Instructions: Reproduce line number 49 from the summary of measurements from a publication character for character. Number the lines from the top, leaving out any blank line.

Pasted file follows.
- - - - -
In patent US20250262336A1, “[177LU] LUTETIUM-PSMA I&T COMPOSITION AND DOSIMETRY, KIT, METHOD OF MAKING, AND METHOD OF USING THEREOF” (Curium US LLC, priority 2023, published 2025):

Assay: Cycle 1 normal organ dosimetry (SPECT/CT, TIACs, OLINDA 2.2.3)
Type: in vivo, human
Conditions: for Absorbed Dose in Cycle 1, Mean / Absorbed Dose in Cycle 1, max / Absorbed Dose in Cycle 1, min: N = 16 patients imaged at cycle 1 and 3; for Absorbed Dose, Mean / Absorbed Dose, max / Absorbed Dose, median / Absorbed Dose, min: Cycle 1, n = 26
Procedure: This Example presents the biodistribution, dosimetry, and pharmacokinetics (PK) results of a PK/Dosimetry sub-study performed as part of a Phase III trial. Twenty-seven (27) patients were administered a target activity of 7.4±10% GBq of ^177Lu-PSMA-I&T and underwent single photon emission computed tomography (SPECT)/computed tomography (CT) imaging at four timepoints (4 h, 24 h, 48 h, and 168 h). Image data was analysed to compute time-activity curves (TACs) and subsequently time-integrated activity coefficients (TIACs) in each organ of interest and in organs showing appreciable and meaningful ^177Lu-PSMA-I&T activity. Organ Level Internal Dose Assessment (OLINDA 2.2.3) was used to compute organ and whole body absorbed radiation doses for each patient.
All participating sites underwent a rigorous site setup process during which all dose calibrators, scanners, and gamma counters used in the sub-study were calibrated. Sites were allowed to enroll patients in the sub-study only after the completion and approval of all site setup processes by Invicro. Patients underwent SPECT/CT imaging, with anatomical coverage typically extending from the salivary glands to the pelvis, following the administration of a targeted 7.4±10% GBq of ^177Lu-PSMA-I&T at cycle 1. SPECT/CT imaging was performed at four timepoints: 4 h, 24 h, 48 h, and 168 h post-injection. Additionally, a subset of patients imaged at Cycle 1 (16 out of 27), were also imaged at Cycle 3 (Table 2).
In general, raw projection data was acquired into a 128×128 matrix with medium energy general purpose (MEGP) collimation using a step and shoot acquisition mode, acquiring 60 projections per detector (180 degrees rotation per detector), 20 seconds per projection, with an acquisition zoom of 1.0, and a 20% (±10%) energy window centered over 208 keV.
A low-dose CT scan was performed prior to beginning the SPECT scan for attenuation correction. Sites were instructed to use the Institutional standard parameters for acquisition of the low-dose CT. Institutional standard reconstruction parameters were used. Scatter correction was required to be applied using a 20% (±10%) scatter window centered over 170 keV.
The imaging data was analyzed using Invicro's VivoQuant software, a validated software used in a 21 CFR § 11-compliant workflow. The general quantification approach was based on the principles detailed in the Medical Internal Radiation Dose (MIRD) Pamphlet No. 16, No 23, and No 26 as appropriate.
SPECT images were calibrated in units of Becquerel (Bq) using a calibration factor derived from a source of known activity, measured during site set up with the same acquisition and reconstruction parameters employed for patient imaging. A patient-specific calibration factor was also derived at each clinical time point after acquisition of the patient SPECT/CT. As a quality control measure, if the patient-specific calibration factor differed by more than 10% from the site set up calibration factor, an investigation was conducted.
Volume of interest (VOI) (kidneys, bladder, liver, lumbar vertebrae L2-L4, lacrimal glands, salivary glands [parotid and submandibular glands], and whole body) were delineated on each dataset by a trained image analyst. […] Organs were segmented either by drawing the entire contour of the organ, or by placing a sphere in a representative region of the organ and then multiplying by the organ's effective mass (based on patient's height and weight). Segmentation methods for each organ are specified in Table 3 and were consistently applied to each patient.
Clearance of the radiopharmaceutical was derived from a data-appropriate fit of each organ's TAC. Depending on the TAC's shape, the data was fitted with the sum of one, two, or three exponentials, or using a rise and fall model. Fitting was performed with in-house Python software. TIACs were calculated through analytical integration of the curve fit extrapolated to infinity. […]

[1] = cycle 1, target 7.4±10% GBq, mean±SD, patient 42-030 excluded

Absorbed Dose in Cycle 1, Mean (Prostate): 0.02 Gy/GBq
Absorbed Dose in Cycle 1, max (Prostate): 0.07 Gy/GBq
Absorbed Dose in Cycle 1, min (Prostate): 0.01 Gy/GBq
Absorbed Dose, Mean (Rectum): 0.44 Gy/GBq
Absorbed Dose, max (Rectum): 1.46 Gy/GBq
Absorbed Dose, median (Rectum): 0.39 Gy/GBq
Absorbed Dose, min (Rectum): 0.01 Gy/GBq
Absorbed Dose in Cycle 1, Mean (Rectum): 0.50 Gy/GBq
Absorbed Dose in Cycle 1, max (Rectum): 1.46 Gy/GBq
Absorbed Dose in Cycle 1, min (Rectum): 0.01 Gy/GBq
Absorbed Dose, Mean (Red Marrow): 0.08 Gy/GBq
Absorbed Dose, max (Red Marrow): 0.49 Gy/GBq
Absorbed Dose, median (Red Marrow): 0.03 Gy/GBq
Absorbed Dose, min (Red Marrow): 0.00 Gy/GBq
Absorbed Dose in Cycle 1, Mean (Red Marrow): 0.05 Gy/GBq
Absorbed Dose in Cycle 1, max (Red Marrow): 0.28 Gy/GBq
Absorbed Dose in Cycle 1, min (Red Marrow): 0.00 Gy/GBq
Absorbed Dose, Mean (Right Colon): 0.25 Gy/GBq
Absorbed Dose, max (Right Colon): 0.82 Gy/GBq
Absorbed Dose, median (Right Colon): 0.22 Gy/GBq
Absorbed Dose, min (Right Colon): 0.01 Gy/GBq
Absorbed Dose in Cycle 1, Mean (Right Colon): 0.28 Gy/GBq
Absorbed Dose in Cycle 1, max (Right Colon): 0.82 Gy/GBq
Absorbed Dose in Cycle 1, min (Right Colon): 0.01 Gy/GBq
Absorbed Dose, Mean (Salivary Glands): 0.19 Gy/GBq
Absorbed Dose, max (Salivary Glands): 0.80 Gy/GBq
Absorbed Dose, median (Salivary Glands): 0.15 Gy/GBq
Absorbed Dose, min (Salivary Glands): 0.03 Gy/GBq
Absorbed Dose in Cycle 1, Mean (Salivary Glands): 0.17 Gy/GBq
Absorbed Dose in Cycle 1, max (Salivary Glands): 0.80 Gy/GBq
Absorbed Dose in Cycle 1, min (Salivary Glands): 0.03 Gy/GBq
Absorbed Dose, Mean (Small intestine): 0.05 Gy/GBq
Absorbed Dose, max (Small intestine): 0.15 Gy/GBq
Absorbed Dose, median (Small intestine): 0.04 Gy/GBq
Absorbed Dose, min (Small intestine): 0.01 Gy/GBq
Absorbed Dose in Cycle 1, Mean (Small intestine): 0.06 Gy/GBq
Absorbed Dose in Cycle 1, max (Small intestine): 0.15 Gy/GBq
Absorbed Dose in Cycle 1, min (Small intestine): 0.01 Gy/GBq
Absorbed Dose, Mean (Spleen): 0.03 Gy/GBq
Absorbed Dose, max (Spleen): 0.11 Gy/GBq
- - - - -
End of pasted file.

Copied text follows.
Absorbed Dose in Cycle 1, Mean (Small intestine): 0.06 Gy/GBq